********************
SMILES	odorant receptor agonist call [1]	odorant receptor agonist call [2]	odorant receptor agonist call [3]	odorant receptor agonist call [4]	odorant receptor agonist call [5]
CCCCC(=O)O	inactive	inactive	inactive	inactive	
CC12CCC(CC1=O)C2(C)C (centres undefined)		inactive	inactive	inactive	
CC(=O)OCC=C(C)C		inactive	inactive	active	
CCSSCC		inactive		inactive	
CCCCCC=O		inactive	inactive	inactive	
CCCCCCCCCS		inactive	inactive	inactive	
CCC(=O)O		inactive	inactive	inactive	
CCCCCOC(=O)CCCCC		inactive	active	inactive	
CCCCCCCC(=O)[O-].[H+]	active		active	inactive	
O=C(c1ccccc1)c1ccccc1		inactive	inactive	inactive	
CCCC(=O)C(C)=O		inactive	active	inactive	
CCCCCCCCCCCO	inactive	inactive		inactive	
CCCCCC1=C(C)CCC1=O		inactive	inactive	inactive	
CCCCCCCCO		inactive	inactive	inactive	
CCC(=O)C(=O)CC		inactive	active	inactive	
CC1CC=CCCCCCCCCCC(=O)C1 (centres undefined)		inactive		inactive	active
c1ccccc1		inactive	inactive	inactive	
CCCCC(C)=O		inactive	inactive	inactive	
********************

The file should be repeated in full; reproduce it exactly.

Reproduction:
SMILES	odorant receptor agonist call [1]	odorant receptor agonist call [2]	odorant receptor agonist call [3]	odorant receptor agonist call [4]	odorant receptor agonist call [5]
CCCCC(=O)O	inactive	inactive	inactive	inactive	
CC12CCC(CC1=O)C2(C)C (centres undefined)		inactive	inactive	inactive	
CC(=O)OCC=C(C)C		inactive	inactive	active	
CCSSCC		inactive		inactive	
CCCCCC=O		inactive	inactive	inactive	
CCCCCCCCCS		inactive	inactive	inactive	
CCC(=O)O		inactive	inactive	inactive	
CCCCCOC(=O)CCCCC		inactive	active	inactive	
CCCCCCCC(=O)[O-].[H+]	active		active	inactive	
O=C(c1ccccc1)c1ccccc1		inactive	inactive	inactive	
CCCC(=O)C(C)=O		inactive	active	inactive	
CCCCCCCCCCCO	inactive	inactive		inactive	
CCCCCC1=C(C)CCC1=O		inactive	inactive	inactive	
CCCCCCCCO		inactive	inactive	inactive	
CCC(=O)C(=O)CC		inactive	active	inactive	
CC1CC=CCCCCCCCCCC(=O)C1 (centres undefined)		inactive		inactive	active
c1ccccc1		inactive	inactive	inactive	
CCCCC(C)=O		inactive	inactive	inactive	